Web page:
I am so ready to make the transition from someone with breast cancer to someone fighting breast cancer. Tomorrow morning, bright and early, I begin chemotherapy – assuming the heart ultrasound and blood tests say I’m healthy. Ironic (in an Alanis Morissette kinda way), the idea of being in ‘excellent health’ and having cancer at the same time.
I’ve got everything laid out for my ‘cancer’ bag – that is the bag I bring with me when I go up to Stanford for the day. I received it from BC Connections, a local Breast Cancer support organizations. It has proven to be very handy (both the bag and the organization itself, as this is where I go to support group on Saturday afternoons). I have even chosen my clothing for the day. I bought a new t-shirt that has a low neck line so that my port is easily accessible. I’ve included:
- A nice warm blanket/wrap that I received from the Three Willows church where my in-laws go (thank-you).
- A scarf that I received from my friend Maha in Egypt (thank-you).
- Care squares that came from a family friend (thank-you).
- A teddy bear that Scott brought me when I was in the hospital for surgery before we were married (with the Canadian connection Hudson Bay sweater).
- Some snacks and electrolyte mixes to add to my water bottle.
- My cancer treatment binder, which includes a bunch a cards and the caring card I received from the Ottawa First Unitarian Congregation (thank-you), the card my mom sent with a hope rock on it, and various post cards sent from distant friends (thank-you).
- Headphones, so I can watch TV or listen to music or podcasts. I have a collection of Vinyl Cafe Stories and Under the Influence podcasts preloaded on my iPhone.
I hope I’m not forgetting anything. I will also bring both my laptop, my iPad, and iPhone. I have no idea what I’m going to feel like doing during chemo. Scott will be there to help lug my stuff – bringing both the laptop and iPad seems a little redundant, but if I am in the mood for any serious writing (beyond blogging), my laptop has scrivener on it. Plus my laptop let’s me watch TV shows from Canadian networks, which I cannot do on my iPad.
I’d also like to thank John and especially Alison for the lovely quilt they sent. BC Connections had quilts for anyone going through chemo but I chose not to take one, as I see so many other women that need it more than I do. The following Monday, I received a lovely quilt from Alison and John in the mail. It has turned out to be perfect for our bed, as our down duvet was too warm for this time of year, but going with a just a duvet cover wasn’t warm enough – we were having trouble finding just the right balance, and the quilt is proving to be just that.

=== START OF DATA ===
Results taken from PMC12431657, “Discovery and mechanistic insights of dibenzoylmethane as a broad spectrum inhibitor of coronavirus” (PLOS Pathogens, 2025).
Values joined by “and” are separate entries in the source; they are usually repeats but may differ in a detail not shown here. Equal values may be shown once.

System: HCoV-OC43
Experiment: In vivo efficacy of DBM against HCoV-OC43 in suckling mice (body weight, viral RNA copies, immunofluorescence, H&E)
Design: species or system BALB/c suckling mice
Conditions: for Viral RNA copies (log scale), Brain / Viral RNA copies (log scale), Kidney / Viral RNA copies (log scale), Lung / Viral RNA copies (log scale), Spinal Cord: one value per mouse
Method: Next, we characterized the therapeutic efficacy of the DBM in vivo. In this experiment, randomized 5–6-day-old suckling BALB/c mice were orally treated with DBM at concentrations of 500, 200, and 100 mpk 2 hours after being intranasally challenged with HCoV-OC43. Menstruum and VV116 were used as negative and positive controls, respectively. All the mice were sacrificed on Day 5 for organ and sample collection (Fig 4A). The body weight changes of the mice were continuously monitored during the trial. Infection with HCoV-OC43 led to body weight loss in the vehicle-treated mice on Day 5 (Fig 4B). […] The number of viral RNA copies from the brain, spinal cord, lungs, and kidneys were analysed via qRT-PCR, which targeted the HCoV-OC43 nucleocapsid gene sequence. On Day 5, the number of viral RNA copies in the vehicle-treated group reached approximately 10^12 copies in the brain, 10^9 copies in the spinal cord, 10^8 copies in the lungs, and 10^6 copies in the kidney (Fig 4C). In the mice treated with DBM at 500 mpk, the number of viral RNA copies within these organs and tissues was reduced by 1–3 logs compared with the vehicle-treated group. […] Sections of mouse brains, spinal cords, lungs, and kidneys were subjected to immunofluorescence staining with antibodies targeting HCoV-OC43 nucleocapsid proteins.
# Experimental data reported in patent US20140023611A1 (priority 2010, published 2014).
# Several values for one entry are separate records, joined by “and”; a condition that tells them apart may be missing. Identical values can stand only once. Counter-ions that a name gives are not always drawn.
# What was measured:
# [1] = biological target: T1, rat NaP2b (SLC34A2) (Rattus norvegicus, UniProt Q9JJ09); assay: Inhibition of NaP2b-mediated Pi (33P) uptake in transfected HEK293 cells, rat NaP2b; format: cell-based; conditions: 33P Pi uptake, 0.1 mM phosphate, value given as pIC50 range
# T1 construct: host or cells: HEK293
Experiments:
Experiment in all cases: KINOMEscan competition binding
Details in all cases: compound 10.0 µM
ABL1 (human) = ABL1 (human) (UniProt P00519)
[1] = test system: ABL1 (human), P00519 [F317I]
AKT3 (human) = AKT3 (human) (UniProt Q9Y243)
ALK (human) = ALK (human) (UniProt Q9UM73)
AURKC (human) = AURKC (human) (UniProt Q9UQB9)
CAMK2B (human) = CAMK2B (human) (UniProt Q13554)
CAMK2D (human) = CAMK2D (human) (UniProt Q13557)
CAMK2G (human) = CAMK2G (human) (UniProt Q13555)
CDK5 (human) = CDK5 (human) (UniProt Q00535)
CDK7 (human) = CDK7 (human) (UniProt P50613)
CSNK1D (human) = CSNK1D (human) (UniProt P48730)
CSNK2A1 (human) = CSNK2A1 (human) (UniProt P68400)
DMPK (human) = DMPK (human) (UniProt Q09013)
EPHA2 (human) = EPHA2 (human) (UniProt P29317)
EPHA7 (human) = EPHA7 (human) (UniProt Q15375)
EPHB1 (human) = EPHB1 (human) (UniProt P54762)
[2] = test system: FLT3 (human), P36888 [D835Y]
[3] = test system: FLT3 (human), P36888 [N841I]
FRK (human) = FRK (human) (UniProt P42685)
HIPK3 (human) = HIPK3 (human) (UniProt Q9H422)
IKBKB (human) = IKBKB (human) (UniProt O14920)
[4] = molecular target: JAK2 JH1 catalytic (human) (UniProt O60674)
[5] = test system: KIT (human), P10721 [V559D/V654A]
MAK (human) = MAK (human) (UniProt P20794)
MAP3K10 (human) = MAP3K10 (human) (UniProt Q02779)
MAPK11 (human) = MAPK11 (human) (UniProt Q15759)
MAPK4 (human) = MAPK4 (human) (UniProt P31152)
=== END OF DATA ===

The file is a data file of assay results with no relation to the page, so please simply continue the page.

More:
Everything that I’ve read so far about chemo side effects says that it varies by the person. I’ll either be tired for the first few days or overly energetic for the first few days and then tired towards the end of the cycle. If you know me, you know that I like to plan things. This whole uncertainty over how I will react is driving me crazy. I just need to know if I’ll be able to get some work done for a few days here and there or not.
Since diagnosis, my life has been pretty focused around improving my health (lots of long bike rides and long walks); enjoying myself (sailing, going to Yosemite for a couple of days; various medical tests, scans and appointments; and learning a whole lot about breast cancer in general, and specifically about the treatment options for the type of cancer that I have. I have put all my contract work on hold (fortunately, that was possible). I’m now starting to go stir crazy, and hope to get back to some of that work – however, I just don’t know how I will react to chemo, so I’m afraid to jump into anything right now. So the wait game continues … today I wait … I’m going to go for a swim, go out to the market (now that my stomach is sorted, we need some food in the house – although chemo may change that too), and maybe even go for a bike ride.